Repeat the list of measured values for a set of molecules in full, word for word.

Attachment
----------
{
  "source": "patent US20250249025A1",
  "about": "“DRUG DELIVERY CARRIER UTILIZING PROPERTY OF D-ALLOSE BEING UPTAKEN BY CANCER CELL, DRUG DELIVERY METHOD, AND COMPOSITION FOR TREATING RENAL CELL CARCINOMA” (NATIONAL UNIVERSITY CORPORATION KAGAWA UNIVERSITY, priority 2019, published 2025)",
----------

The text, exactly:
{
  "source": "patent US20250249025A1",
  "about": "“DRUG DELIVERY CARRIER UTILIZING PROPERTY OF D-ALLOSE BEING UPTAKEN BY CANCER CELL, DRUG DELIVERY METHOD, AND COMPOSITION FOR TREATING RENAL CELL CARCINOMA” (NATIONAL UNIVERSITY CORPORATION KAGAWA UNIVERSITY, priority 2019, published 2025)",